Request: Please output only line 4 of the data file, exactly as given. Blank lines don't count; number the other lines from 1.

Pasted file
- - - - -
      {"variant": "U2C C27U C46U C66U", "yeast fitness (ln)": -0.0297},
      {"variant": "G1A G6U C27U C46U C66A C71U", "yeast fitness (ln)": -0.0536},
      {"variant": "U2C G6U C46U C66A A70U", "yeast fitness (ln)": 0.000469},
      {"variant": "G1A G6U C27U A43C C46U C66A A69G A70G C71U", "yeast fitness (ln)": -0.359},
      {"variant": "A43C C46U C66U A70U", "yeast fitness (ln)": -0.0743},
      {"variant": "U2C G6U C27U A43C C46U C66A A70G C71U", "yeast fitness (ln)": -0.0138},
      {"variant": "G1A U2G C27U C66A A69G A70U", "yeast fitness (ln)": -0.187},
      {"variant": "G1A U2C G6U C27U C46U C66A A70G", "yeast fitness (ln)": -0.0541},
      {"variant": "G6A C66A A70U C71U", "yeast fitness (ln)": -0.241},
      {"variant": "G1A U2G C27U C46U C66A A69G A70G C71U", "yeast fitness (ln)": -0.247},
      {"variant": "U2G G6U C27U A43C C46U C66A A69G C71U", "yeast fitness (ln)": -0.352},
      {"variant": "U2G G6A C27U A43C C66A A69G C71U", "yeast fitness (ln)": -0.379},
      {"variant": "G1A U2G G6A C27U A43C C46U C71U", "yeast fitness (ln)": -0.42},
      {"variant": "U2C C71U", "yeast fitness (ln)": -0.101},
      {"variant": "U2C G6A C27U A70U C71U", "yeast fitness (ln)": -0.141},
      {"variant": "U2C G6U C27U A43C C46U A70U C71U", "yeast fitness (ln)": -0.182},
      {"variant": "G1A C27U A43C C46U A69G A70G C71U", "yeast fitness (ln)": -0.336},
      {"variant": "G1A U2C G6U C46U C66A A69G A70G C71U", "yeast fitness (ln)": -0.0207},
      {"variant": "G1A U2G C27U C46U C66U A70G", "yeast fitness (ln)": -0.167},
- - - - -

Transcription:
      {"variant": "G1A G6U C27U A43C C46U C66A A69G A70G C71U", "yeast fitness (ln)": -0.359},